Making Sense of Semiotics and Safety
Semiotics is about symbol (sign, significance, signified and signifyer) as language and text as symbol and, the discourse (power-trajectory) of both (https://en.wikipedia.org/wiki/Semiotics ). Semiotic influence is tertiary and non-conscious. Semiotics is ignored by the safety industry because Safety is bogged down with engineering and regulatory world views. For Safety, if you can’t feel it, see it or touch it – it doesn’t exist. Safety is about ‘workspace’ not ‘headspace’ and ‘groupspace’ (https://safetyrisk.net/safety-engagement/ ).
Yet Safety is the industry that is flooded with signs. When Safety doesn’t know what to do, when Safety can’t see a control, when Safety can’t see a cause, it plonks up a sign. Not that Safety understands the power of signs, the psychology of signs, the unconscious nature of semiotics or the sense of signs but because any noise that fills the airspace must be good. A study of the ‘This Toaster is Hot’ link on this blog is enough evidence of this.
The old belief that ‘something is better than nothing’ is a prevalent mythology in Safety thinking. This is how we end up with Hazardman campaigns , dumb ways to die campaigns and the Love of Zero. I often see the erroneous logic on Linkedin, ‘well at least they are having a go’. Whilst this may be admirable in one sense, it ignores the invisible and unconscious by-products and trade-off associated with that ‘go’. If the campaign devalues Safety itself and clearly doesn’t work according to its own numerical assessment, then it may be time to ask about the by-products of that campaign. Sometimes nothing is better than something. Sometimes Safety does more harm than good.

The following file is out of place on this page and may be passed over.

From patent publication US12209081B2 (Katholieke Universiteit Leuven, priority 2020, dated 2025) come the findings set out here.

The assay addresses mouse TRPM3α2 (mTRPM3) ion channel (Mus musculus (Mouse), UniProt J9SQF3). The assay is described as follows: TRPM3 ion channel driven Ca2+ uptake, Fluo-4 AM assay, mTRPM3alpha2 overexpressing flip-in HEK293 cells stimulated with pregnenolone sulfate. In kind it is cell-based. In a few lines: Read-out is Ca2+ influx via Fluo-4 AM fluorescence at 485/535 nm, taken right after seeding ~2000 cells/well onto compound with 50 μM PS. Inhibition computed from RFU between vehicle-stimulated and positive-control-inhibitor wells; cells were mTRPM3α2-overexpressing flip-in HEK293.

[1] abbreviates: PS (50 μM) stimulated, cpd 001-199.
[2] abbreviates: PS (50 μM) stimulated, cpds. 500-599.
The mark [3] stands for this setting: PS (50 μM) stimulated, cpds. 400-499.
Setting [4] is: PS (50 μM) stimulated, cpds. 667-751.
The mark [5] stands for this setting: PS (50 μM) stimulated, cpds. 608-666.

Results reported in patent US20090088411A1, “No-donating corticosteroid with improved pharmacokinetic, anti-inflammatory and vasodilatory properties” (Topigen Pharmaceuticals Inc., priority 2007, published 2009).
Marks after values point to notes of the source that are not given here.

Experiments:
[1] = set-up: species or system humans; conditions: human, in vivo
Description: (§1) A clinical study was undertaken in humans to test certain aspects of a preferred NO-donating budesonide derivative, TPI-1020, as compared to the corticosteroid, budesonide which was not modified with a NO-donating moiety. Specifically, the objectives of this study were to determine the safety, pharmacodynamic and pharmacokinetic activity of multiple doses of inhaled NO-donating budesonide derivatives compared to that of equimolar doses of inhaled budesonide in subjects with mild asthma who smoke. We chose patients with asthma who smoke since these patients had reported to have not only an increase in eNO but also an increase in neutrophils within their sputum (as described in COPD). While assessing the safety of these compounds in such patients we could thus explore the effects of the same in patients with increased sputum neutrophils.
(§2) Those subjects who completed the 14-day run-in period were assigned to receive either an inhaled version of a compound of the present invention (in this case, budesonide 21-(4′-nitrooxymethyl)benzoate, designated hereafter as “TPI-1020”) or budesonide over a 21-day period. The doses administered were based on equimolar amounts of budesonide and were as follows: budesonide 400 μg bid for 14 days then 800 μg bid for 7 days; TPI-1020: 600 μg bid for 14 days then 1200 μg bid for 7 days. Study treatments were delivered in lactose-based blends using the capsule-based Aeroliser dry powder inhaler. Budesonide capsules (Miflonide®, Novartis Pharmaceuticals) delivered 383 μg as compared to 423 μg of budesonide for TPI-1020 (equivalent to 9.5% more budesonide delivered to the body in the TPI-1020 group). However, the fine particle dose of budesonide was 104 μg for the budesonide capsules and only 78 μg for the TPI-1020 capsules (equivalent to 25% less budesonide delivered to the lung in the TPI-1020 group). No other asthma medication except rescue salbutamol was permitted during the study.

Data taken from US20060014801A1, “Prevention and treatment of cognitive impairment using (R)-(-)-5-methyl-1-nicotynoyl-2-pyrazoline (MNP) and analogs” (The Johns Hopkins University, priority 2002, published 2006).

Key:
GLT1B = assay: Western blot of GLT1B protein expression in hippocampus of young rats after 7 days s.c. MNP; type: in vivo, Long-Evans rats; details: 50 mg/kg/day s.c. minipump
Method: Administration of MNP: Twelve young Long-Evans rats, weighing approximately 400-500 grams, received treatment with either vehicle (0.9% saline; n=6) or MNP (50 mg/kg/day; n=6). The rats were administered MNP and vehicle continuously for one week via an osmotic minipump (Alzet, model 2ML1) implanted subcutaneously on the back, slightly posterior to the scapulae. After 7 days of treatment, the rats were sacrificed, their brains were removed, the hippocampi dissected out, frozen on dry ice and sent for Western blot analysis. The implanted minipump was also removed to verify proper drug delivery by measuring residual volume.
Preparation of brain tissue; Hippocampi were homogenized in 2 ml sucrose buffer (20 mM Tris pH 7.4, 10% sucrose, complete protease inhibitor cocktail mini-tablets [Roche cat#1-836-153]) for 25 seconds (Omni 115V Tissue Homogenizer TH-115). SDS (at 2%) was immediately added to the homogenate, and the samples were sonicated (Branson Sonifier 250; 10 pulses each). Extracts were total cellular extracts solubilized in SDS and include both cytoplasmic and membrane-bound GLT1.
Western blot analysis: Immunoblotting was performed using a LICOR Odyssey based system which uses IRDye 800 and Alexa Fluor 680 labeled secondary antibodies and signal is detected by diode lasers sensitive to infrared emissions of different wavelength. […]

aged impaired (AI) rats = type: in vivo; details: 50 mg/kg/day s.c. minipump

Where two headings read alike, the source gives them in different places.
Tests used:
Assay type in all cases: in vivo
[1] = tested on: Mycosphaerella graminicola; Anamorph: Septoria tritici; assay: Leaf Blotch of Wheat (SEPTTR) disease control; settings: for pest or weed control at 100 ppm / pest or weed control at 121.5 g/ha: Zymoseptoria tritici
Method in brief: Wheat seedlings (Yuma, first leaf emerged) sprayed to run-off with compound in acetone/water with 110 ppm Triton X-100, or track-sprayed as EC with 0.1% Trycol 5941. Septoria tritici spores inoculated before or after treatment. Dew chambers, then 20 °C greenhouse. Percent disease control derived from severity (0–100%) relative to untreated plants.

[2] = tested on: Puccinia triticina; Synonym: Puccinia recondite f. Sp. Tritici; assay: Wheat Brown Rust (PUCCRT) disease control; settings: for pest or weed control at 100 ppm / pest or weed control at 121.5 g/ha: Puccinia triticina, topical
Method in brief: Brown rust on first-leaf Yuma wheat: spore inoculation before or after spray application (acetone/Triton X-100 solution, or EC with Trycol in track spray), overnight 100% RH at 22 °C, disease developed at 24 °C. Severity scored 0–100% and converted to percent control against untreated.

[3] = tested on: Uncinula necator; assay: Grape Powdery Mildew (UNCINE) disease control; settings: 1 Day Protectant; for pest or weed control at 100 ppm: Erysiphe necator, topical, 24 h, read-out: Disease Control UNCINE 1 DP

Recently there were two young boys who fell off rocks at a busy Adelaide beach (http://www.smh.com.au/national/two-boys-11-drown-in-adelaide-beach-tragedy-20160101-gly1s8.html ). A few weeks later a woman’s body was found in exactly the same place (http://www.dailymail.co.uk/news/article-3387699/Woman-s-body-washed-rocks-spot-two-11-year-old-boys-drowned-New-Year-s-Day.html). As tragic and sad as this is, it is of interest how the public and Safety responded to the tragedy and the assumptions that are made about risk and people. For Safety, the rocks are the hazard, we must manage the hazard, name the hazard and control the hazard. Good olde Safety to the rescue, hazards and controls. But the hazard can’t be moved, the beach can’t be banned, people can’t be controlled, the beach can’t be fenced, the risk cannot be eliminated, kids love fun, we can’t afford ‘fun’ police on the beat and obviously people don’t know the risks associated with climbing on rocks. I know let’s put up a sign ‘these rocks are dangerous’. Ah, relief, we have been seen to have done something. I wonder what the by-products of that ‘something’ is?
Semiosis defines the process of making meaning as mediated by signs and the interpretation and perception of those signs. If we make signs meaningless, we do more harm than good. If someone desires ‘zero harm’ then why would they do things that produce more psychological and cultural harm than good?
Maybe the deductive reasoning of Safety needs to embrace more the abductive nature of human judgment and decision making, the psychology of risk?
Semiotics is the study of how signs and symbols ‘mediate’ and speak to people. Semiosis is a critical part of the perception process, meaning making is not neutral or exclusively rational. We may have one brain but we have three minds (https://vimeo.com/106770292). Thinking isn’t just ‘fast and slow’. Safety isn’t just 1 & 2.